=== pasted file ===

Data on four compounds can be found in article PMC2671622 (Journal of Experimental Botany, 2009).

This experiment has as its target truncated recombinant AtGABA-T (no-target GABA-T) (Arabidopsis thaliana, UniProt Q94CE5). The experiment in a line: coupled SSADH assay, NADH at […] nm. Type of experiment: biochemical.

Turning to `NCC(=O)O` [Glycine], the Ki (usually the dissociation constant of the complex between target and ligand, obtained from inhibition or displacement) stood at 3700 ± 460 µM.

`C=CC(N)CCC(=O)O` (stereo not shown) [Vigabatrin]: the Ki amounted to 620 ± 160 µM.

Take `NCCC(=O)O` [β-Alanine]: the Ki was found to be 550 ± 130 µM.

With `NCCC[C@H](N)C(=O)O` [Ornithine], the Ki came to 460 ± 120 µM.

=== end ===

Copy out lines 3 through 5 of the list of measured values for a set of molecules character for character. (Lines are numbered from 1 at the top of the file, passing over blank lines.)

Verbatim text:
Turning to `NCC(=O)O` [Glycine], the Ki (usually the dissociation constant of the complex between target and ligand, obtained from inhibition or displacement) stood at 3700 ± 460 µM.

`C=CC(N)CCC(=O)O` (stereo not shown) [Vigabatrin]: the Ki amounted to 620 ± 160 µM.

Take `NCCC(=O)O` [β-Alanine]: the Ki was found to be 550 ± 130 µM.